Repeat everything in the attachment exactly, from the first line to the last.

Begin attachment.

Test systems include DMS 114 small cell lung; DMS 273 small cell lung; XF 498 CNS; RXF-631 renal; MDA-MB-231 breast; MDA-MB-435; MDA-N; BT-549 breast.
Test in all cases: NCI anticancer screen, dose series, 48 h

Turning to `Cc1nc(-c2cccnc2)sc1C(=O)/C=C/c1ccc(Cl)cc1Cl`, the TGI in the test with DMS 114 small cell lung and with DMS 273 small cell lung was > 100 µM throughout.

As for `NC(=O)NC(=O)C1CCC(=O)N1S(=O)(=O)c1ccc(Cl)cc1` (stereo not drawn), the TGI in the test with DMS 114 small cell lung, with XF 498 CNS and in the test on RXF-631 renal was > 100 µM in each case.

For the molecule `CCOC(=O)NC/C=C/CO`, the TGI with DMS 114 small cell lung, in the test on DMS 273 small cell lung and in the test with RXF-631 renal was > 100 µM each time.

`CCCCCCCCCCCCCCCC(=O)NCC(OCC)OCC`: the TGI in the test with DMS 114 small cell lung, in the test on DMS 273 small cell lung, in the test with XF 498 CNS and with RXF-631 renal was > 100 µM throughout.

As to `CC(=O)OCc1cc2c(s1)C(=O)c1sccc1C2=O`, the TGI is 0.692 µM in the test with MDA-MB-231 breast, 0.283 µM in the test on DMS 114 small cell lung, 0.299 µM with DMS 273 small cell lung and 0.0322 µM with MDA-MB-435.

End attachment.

Test systems include DMS 114 small cell lung; DMS 273 small cell lung; XF 498 CNS; RXF-631 renal; MDA-MB-231 breast; MDA-MB-435; MDA-N; BT-549 breast.
Test in all cases: NCI anticancer screen, dose series, 48 h

Turning to `Cc1nc(-c2cccnc2)sc1C(=O)/C=C/c1ccc(Cl)cc1Cl`, the TGI in the test with DMS 114 small cell lung and with DMS 273 small cell lung was > 100 µM throughout.

As for `NC(=O)NC(=O)C1CCC(=O)N1S(=O)(=O)c1ccc(Cl)cc1` (stereo not drawn), the TGI in the test with DMS 114 small cell lung, with XF 498 CNS and in the test on RXF-631 renal was > 100 µM in each case.

For the molecule `CCOC(=O)NC/C=C/CO`, the TGI with DMS 114 small cell lung, in the test on DMS 273 small cell lung and in the test with RXF-631 renal was > 100 µM each time.

`CCCCCCCCCCCCCCCC(=O)NCC(OCC)OCC`: the TGI in the test with DMS 114 small cell lung, in the test on DMS 273 small cell lung, in the test with XF 498 CNS and with RXF-631 renal was > 100 µM throughout.

As to `CC(=O)OCc1cc2c(s1)C(=O)c1sccc1C2=O`, the TGI is 0.692 µM in the test with MDA-MB-231 breast, 0.283 µM in the test on DMS 114 small cell lung, 0.299 µM with DMS 273 small cell lung and 0.0322 µM with MDA-MB-435.